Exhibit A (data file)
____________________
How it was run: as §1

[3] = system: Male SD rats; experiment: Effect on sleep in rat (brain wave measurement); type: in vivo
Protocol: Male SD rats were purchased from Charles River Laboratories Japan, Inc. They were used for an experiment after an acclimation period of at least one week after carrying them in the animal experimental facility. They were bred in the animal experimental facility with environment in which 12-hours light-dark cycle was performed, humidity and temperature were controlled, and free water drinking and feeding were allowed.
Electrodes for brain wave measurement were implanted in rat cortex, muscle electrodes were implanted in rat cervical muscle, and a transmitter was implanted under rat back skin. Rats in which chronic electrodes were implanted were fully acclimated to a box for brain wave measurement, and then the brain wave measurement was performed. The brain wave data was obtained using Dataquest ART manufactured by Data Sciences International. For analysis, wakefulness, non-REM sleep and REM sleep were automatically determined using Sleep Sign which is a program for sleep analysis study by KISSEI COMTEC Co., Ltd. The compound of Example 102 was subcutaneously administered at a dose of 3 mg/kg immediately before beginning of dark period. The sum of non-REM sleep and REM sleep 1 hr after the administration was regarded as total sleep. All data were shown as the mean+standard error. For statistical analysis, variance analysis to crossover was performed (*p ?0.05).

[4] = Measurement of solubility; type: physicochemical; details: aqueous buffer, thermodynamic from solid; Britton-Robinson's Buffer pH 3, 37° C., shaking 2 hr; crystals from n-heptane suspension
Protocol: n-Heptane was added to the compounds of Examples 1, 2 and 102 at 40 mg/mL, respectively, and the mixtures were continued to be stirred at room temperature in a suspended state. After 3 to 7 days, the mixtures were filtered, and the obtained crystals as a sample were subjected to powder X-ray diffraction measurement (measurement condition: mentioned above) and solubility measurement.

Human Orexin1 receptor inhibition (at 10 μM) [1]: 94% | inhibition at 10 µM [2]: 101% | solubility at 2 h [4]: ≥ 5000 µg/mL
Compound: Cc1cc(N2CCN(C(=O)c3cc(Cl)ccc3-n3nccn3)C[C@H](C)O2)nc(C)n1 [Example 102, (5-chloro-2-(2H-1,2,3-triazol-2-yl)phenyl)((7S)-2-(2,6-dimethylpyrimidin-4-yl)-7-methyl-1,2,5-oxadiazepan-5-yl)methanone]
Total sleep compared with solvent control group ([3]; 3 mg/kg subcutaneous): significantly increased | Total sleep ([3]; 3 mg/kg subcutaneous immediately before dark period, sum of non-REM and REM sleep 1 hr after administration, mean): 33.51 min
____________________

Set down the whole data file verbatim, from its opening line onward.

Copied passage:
How it was run: as §1

[3] = system: Male SD rats; experiment: Effect on sleep in rat (brain wave measurement); type: in vivo
Protocol: Male SD rats were purchased from Charles River Laboratories Japan, Inc. They were used for an experiment after an acclimation period of at least one week after carrying them in the animal experimental facility. They were bred in the animal experimental facility with environment in which 12-hours light-dark cycle was performed, humidity and temperature were controlled, and free water drinking and feeding were allowed.
Electrodes for brain wave measurement were implanted in rat cortex, muscle electrodes were implanted in rat cervical muscle, and a transmitter was implanted under rat back skin. Rats in which chronic electrodes were implanted were fully acclimated to a box for brain wave measurement, and then the brain wave measurement was performed. The brain wave data was obtained using Dataquest ART manufactured by Data Sciences International. For analysis, wakefulness, non-REM sleep and REM sleep were automatically determined using Sleep Sign which is a program for sleep analysis study by KISSEI COMTEC Co., Ltd. The compound of Example 102 was subcutaneously administered at a dose of 3 mg/kg immediately before beginning of dark period. The sum of non-REM sleep and REM sleep 1 hr after the administration was regarded as total sleep. All data were shown as the mean+standard error. For statistical analysis, variance analysis to crossover was performed (*p ?0.05).

[4] = Measurement of solubility; type: physicochemical; details: aqueous buffer, thermodynamic from solid; Britton-Robinson's Buffer pH 3, 37° C., shaking 2 hr; crystals from n-heptane suspension
Protocol: n-Heptane was added to the compounds of Examples 1, 2 and 102 at 40 mg/mL, respectively, and the mixtures were continued to be stirred at room temperature in a suspended state. After 3 to 7 days, the mixtures were filtered, and the obtained crystals as a sample were subjected to powder X-ray diffraction measurement (measurement condition: mentioned above) and solubility measurement.

Human Orexin1 receptor inhibition (at 10 μM) [1]: 94% | inhibition at 10 µM [2]: 101% | solubility at 2 h [4]: ≥ 5000 µg/mL
Compound: Cc1cc(N2CCN(C(=O)c3cc(Cl)ccc3-n3nccn3)C[C@H](C)O2)nc(C)n1 [Example 102, (5-chloro-2-(2H-1,2,3-triazol-2-yl)phenyl)((7S)-2-(2,6-dimethylpyrimidin-4-yl)-7-methyl-1,2,5-oxadiazepan-5-yl)methanone]
Total sleep compared with solvent control group ([3]; 3 mg/kg subcutaneous): significantly increased | Total sleep ([3]; 3 mg/kg subcutaneous immediately before dark period, sum of non-REM and REM sleep 1 hr after administration, mean): 33.51 min